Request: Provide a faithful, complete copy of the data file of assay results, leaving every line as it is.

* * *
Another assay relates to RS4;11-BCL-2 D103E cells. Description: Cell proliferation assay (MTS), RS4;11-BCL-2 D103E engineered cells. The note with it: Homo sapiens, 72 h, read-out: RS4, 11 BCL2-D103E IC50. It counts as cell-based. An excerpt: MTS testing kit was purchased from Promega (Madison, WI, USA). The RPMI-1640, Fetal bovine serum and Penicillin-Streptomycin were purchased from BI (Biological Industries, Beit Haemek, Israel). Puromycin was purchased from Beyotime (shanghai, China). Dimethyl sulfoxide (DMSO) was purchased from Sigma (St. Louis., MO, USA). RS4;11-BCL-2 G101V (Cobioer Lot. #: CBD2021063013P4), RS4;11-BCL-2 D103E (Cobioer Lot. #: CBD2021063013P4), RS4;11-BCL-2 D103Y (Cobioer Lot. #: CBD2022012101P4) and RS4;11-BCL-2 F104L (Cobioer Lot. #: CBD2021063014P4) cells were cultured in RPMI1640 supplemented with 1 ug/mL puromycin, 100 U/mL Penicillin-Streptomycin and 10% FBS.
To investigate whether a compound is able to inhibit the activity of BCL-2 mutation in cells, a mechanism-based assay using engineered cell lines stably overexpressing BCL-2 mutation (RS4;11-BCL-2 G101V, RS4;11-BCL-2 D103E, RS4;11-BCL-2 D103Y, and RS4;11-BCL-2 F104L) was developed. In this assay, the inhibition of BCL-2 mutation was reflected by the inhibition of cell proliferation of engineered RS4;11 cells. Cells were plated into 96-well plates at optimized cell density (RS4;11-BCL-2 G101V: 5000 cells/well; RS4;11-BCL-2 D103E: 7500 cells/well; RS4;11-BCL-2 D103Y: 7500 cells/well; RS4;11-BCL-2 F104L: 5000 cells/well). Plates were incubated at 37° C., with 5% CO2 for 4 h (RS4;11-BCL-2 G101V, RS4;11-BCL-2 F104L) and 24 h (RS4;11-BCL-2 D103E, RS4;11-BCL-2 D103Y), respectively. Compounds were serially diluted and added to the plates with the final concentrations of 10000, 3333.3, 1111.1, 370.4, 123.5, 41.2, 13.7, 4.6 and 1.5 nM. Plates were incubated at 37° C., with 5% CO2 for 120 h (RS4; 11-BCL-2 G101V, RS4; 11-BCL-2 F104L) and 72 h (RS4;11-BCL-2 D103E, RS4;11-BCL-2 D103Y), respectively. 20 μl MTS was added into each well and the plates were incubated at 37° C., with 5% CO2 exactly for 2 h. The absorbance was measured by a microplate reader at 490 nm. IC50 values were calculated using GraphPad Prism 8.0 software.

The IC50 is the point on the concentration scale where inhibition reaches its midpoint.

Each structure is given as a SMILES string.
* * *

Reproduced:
Another assay relates to RS4;11-BCL-2 D103E cells. Description: Cell proliferation assay (MTS), RS4;11-BCL-2 D103E engineered cells. The note with it: Homo sapiens, 72 h, read-out: RS4, 11 BCL2-D103E IC50. It counts as cell-based. An excerpt: MTS testing kit was purchased from Promega (Madison, WI, USA). The RPMI-1640, Fetal bovine serum and Penicillin-Streptomycin were purchased from BI (Biological Industries, Beit Haemek, Israel). Puromycin was purchased from Beyotime (shanghai, China). Dimethyl sulfoxide (DMSO) was purchased from Sigma (St. Louis., MO, USA). RS4;11-BCL-2 G101V (Cobioer Lot. #: CBD2021063013P4), RS4;11-BCL-2 D103E (Cobioer Lot. #: CBD2021063013P4), RS4;11-BCL-2 D103Y (Cobioer Lot. #: CBD2022012101P4) and RS4;11-BCL-2 F104L (Cobioer Lot. #: CBD2021063014P4) cells were cultured in RPMI1640 supplemented with 1 ug/mL puromycin, 100 U/mL Penicillin-Streptomycin and 10% FBS.
To investigate whether a compound is able to inhibit the activity of BCL-2 mutation in cells, a mechanism-based assay using engineered cell lines stably overexpressing BCL-2 mutation (RS4;11-BCL-2 G101V, RS4;11-BCL-2 D103E, RS4;11-BCL-2 D103Y, and RS4;11-BCL-2 F104L) was developed. In this assay, the inhibition of BCL-2 mutation was reflected by the inhibition of cell proliferation of engineered RS4;11 cells. Cells were plated into 96-well plates at optimized cell density (RS4;11-BCL-2 G101V: 5000 cells/well; RS4;11-BCL-2 D103E: 7500 cells/well; RS4;11-BCL-2 D103Y: 7500 cells/well; RS4;11-BCL-2 F104L: 5000 cells/well). Plates were incubated at 37° C., with 5% CO2 for 4 h (RS4;11-BCL-2 G101V, RS4;11-BCL-2 F104L) and 24 h (RS4;11-BCL-2 D103E, RS4;11-BCL-2 D103Y), respectively. Compounds were serially diluted and added to the plates with the final concentrations of 10000, 3333.3, 1111.1, 370.4, 123.5, 41.2, 13.7, 4.6 and 1.5 nM. Plates were incubated at 37° C., with 5% CO2 for 120 h (RS4; 11-BCL-2 G101V, RS4; 11-BCL-2 F104L) and 72 h (RS4;11-BCL-2 D103E, RS4;11-BCL-2 D103Y), respectively. 20 μl MTS was added into each well and the plates were incubated at 37° C., with 5% CO2 exactly for 2 h. The absorbance was measured by a microplate reader at 490 nm. IC50 values were calculated using GraphPad Prism 8.0 software.

The IC50 is the point on the concentration scale where inhibition reaches its midpoint.

Each structure is given as a SMILES string.